a photo of a bus stop in Paris, France.
State of the art: a bus sign in Paris. Shutterstock

Clear wayfinding displays can help bus riders feel more confident, and give a whole city’s public transportation system an air of greater authority.

Of all the challenges that riding the bus can present to riders, few seem as easy to correct as abysmal signage. From simple omissions of useful facts, to total illegibility, to plain nonexistence, bad signs are pervasive in public transit. Rail systems are no stranger to this—looking at you, Penn Station—but the problem is especially rampant in city bus systems, which often get the least amount of aesthetic and infrastructural attention from their municipal overseers.  

When I put out a call on Twitter for examples of transit signage fails, I received a host of offenders from coast to coast. In San Francisco—a “transit first” city—bus route numbers are spray-painted in tiny font onto adjacent, often weathered telephone poles. In Tampa, some bus stop signs consist of stumpy metal flags planted in tire-shaped weights. Wichita, Kansas,* has signs that are simply repurposed street parking placards; in Nashville, bus signs don’t even mention which routes appear there. Pittsburgh has bus signs that don’t mention the name of the transit agency. And the lack of wayfinding infrastructure at transit stations in Denver leaves riders wandering vast plains of asphalt.

What makes a good bus stop sign so hard to find? Part of the answer is the amount of professional expertise it takes to develop clear and useful information displays. Many agencies lack specialized staff or resources; responsibility for sign projects is often left to managers who are really in charge of other projects. “Often, competing priorities result in minimal attention being given to these activities,” wrote John Dobies, a Kansas City transit planner, in a 1996 white paper on the subject published by the Transportation Research Board.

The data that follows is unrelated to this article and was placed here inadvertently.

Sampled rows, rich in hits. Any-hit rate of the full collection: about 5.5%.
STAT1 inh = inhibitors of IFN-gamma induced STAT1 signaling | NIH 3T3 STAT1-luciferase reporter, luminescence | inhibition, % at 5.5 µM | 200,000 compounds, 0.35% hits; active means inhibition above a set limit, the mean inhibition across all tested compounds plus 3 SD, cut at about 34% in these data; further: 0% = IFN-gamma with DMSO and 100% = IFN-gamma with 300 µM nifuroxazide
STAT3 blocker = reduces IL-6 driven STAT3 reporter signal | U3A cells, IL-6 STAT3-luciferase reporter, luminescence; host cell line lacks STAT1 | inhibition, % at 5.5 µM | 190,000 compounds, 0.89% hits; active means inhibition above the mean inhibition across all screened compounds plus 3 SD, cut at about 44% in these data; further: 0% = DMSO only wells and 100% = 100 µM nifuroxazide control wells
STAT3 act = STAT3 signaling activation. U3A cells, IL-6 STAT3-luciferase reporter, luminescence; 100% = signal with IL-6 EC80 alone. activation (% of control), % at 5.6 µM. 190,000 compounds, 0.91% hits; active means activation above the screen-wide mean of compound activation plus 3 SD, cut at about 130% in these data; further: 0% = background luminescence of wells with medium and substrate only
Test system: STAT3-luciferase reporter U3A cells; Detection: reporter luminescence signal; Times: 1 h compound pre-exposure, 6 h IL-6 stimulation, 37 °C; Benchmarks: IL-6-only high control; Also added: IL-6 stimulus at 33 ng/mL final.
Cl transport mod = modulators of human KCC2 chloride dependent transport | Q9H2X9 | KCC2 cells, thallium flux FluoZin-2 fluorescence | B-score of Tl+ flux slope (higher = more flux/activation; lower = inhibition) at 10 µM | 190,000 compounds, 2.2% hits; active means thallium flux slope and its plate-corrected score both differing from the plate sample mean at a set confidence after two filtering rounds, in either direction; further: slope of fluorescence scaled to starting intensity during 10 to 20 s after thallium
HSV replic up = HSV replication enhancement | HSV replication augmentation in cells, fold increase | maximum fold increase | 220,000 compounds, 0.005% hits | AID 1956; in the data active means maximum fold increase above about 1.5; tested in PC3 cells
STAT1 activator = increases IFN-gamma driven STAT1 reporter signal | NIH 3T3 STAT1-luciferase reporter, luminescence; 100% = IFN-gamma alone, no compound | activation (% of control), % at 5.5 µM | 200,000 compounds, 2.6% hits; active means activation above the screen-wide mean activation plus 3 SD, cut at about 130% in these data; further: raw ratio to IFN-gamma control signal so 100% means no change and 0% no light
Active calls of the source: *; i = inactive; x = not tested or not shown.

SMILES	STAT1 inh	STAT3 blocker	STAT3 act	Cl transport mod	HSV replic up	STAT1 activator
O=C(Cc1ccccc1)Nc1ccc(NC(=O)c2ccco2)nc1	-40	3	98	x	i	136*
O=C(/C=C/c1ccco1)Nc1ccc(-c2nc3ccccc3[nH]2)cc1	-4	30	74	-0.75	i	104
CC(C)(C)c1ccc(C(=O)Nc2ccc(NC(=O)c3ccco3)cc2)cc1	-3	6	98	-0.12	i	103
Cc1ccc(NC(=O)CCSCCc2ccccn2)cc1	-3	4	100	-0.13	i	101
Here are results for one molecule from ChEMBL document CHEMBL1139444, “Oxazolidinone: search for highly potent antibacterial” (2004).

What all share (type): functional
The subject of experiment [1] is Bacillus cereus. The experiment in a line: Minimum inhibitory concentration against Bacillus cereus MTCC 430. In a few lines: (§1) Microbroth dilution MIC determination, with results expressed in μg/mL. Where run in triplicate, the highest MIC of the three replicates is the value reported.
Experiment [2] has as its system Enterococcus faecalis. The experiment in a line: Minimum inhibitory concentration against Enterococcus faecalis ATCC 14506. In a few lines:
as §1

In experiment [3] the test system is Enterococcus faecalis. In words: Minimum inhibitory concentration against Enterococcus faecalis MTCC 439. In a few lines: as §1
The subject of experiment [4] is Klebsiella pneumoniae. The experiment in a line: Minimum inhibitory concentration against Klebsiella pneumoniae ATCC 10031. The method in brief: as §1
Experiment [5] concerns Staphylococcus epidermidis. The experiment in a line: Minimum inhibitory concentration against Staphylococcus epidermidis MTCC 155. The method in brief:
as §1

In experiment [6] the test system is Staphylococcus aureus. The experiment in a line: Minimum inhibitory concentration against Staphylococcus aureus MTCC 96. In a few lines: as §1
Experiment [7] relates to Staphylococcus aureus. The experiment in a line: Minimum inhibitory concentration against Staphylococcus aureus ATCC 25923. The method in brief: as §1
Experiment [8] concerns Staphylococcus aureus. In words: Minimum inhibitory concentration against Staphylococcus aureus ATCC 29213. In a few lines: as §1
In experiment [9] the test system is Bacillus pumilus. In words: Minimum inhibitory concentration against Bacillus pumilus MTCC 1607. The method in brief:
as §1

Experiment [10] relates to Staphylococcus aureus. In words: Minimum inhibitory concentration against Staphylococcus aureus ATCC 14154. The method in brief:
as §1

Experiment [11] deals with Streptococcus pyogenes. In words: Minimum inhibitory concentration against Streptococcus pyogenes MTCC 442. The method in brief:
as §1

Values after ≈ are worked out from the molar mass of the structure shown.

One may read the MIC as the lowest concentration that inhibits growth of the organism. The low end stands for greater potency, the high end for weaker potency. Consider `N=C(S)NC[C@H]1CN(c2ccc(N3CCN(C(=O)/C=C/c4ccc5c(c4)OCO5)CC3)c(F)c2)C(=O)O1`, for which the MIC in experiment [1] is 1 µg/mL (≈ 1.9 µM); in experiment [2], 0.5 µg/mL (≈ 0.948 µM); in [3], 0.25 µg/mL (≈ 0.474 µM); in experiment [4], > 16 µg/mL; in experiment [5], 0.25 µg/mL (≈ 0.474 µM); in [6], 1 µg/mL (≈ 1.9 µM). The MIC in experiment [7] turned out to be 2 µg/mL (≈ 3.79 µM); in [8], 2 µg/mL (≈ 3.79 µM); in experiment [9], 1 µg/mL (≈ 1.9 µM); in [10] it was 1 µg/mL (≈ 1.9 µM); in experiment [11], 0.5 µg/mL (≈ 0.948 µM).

Another part of the answer relates to many other problems that plague transit agencies, which is the low status that most cities grant bus riders, and the scant funding that local and state governments provide to bus service overall. Buses are widely presumed to be, and treated as, the mode of non-choice for the poorest urban denizens.

That is why bus routes often fall to the chopping block in times of economic pain, why dedicated bus lanes that dramatically speed travel times are incredibly rare, and why—in addition to illegible signage—bus stops themselves are often unpleasant, unsafe, and/or inaccessible. (See: Streetsblog’s annual bracket contest to find North America’s sorriest bus stop. Recent winners include a metal sign on a highway in British Columbia, a patch of grass next to an active freight rail track in Seattle, and a glorified roadside drainage ditch in Silver Spring, Maryland.)

Sadly, the lack of investment in bus service is one of many reasons that bus ridership is steadily declining around the U.S. In 2018, public transit ridership fell to its lowest point since 2006, according to data from the American Public Transportation Association. Buses—the backbone of mass transit systems in most cities—have experienced the most dramatic drops, with ridership falling more than 14 percent nationwide since 2013. Cheap gas and easy credit for car loans are pulling riders towards private cars, as are ride-hailing services like Uber and Lyft in major cities. But research also shows that the bus passenger experience—measured by factors like where the network goes, the frequency and timeliness of bus arrivals, and overall navigability of the system—can push people away if it’s not on-par.